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Title Details:
The Atmosphere in Hydrostatic Equilibrium
Other Titles: Gravity and Amospheric Pressure
Authors: Haldoupis, Christos
Reviewer: Christakis, Nikolaos
Subject: NATURAL SCIENCES AND AGRICULTURAL SCIENCES > EARTH SCIENCES
NATURAL SCIENCES AND AGRICULTURAL SCIENCES > EARTH SCIENCES > METEOROLOGY
Keywords:
Amospheric Physics
Solar And Terrestrial Radiation
Atmospheric Electricity
Atmospheric Thermodynamics
Cloud Physics
Atmospheric Dynamics
Ionospheric Physics
Description:
Abstract:
The reason for the presence of the atmosphere is the earth’s gravitational field. In this chapter, the atmospheric motions are ignored and the atmosphere is assumed to be in static equilibrium, which means that the force of gravity is balanced by the vertical pressure gradient force. First, the hydrostatic equation of the atmosphere is derived and then applied to investigate the variations with altitude of various atmospheric parameters, e.g., pressure, density, number density. Also studied here is the gravitational separation of heavy from light air constituents and the role of molecular diffusion.
Table of Contents:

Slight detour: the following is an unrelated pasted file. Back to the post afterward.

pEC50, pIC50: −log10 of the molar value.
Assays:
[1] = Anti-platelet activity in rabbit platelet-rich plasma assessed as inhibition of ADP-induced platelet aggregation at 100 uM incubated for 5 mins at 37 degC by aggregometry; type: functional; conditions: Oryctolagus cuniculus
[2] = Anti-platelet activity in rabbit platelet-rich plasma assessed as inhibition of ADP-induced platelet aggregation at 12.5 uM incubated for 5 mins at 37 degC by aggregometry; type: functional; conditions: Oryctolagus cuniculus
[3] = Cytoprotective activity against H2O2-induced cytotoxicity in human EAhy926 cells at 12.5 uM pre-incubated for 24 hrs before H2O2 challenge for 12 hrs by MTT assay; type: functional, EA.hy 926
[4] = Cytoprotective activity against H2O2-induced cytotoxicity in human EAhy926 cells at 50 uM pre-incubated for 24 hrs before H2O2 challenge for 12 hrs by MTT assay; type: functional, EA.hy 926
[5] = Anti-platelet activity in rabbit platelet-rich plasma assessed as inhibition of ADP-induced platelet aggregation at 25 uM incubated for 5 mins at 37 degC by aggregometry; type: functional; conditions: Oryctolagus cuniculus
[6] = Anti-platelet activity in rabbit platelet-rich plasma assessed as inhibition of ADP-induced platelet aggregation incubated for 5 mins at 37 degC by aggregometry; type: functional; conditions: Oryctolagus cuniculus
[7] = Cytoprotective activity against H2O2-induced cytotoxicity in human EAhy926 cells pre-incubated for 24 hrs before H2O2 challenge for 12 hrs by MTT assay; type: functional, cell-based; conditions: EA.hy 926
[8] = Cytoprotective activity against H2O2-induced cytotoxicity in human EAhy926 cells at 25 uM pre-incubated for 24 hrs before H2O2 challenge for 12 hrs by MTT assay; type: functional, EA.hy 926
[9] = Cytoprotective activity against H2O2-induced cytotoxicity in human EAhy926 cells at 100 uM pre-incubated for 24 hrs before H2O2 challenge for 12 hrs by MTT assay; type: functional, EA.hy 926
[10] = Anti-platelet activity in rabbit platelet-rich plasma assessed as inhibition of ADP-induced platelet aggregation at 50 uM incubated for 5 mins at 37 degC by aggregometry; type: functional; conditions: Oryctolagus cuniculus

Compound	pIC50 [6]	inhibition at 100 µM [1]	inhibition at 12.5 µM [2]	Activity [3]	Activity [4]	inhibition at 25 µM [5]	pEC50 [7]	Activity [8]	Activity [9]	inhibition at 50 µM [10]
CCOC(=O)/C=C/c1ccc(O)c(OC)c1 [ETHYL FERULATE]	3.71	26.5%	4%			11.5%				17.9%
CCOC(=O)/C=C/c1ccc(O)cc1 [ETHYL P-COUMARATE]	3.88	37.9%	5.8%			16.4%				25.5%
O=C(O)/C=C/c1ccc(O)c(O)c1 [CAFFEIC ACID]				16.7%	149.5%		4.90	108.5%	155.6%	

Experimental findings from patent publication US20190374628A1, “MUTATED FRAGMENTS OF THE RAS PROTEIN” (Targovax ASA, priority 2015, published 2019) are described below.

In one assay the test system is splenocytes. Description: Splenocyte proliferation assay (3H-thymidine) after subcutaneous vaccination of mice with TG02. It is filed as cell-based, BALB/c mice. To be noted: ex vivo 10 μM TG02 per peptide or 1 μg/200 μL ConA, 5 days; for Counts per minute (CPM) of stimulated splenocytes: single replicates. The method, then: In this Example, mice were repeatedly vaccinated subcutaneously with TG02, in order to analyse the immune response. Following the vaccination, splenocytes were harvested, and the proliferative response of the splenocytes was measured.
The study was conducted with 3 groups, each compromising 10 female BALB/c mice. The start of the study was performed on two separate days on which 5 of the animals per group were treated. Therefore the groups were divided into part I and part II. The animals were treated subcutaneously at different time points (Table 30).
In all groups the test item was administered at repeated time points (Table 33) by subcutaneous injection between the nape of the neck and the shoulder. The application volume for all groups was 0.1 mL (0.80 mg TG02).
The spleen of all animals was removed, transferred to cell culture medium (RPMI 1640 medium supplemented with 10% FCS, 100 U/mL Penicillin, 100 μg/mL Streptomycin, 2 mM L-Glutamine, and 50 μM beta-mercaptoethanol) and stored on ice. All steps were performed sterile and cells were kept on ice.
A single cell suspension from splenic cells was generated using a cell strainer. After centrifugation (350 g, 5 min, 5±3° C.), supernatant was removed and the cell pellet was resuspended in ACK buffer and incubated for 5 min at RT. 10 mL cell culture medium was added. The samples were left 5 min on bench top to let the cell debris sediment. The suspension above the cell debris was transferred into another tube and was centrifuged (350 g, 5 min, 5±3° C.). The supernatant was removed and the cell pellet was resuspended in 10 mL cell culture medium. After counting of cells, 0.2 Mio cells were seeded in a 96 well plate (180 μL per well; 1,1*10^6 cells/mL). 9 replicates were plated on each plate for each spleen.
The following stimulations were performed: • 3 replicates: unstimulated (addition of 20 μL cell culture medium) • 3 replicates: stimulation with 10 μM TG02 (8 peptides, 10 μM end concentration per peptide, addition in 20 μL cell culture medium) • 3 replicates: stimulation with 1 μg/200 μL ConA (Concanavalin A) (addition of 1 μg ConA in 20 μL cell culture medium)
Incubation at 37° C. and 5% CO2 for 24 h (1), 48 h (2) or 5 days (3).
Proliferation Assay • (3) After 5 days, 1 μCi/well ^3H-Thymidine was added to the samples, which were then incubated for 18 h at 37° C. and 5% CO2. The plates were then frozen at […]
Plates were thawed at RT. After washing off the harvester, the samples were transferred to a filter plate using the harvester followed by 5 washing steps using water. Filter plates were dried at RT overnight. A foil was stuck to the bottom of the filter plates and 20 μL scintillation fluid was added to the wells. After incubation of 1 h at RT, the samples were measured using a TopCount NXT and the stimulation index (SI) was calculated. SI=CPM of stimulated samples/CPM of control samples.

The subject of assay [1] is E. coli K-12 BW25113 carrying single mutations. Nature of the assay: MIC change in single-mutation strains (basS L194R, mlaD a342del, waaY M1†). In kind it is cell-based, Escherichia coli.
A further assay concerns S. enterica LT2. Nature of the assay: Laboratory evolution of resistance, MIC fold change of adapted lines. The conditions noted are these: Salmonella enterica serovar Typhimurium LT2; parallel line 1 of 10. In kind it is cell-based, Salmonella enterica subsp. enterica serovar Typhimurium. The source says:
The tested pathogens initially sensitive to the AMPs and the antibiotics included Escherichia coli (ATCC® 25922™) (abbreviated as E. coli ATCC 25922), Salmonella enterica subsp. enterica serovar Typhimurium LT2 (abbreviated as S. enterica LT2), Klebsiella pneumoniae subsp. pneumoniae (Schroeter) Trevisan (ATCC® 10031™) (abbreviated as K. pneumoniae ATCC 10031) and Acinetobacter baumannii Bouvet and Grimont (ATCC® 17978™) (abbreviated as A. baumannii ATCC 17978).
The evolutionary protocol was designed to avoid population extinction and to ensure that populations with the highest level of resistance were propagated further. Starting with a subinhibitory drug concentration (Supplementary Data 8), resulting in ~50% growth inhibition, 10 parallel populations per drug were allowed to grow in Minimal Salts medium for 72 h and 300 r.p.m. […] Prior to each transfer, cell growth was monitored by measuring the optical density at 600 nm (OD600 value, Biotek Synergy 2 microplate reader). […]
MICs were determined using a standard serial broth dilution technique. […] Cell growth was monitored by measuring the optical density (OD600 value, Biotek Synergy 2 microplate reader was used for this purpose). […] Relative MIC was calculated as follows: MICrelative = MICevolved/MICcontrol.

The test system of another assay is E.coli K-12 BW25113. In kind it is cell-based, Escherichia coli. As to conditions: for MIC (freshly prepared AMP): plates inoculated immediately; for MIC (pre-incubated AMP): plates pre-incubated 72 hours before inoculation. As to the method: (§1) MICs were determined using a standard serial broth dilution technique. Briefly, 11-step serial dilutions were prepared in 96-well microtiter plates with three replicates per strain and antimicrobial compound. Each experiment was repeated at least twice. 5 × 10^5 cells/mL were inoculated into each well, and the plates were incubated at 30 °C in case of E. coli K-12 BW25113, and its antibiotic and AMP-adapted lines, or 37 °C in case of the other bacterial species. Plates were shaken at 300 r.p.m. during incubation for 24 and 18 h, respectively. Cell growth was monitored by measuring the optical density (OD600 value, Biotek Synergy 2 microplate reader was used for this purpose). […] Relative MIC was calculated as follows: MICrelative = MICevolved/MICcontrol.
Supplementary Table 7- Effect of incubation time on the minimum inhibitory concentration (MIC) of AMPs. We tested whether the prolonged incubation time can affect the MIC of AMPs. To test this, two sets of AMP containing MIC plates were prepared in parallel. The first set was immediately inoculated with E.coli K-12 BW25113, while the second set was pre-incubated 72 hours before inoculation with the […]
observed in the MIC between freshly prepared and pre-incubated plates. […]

Chapter 2. The Atmosphere in Hydrostatic equilibrium (18 pages)

2.1. The Earth's Field of Gravity
2.1.1. Effective gravity
2.1.2. Geopotential and escape velocity
2.2. Hydrostatic Equation of the Atmosphere
2.2.1. Homogeneous atmosphere and scale height
2.2.2. Isothermal atmosphere
2.2.3. Polytropic atmosphere
2.2.4. General form of hydrostatic equation
2.2.5. Calculations of atmospheric mass
2.3. Gravitational Separation and Molecular Diffusion
2.3.1. Estimation of molecular diffusion time
Chapter 2. Exercises
Chapter 2. Bibliography
Technical Editors: Gkikopoulos, Nikolaos
Type: Chapter
Creation Date: 2015
Item Details:
License: http://creativecommons.org/licenses/by-nc-nd/3.0/gr
Handle http://hdl.handle.net/11419/3275
Bibliographic Reference: Haldoupis, C. (2015). The Atmosphere in Hydrostatic Equilibrium [Chapter]. In Haldoupis, C. 2015. Introduction to Atmospheric Physics [Undergraduate textbook]. Kallipos, Open Academic Editions. https://hdl.handle.net/11419/3275
Language: Greek
Is Part of: Introduction to Atmospheric Physics
Publication Origin: Kallipos, Open Academic Editions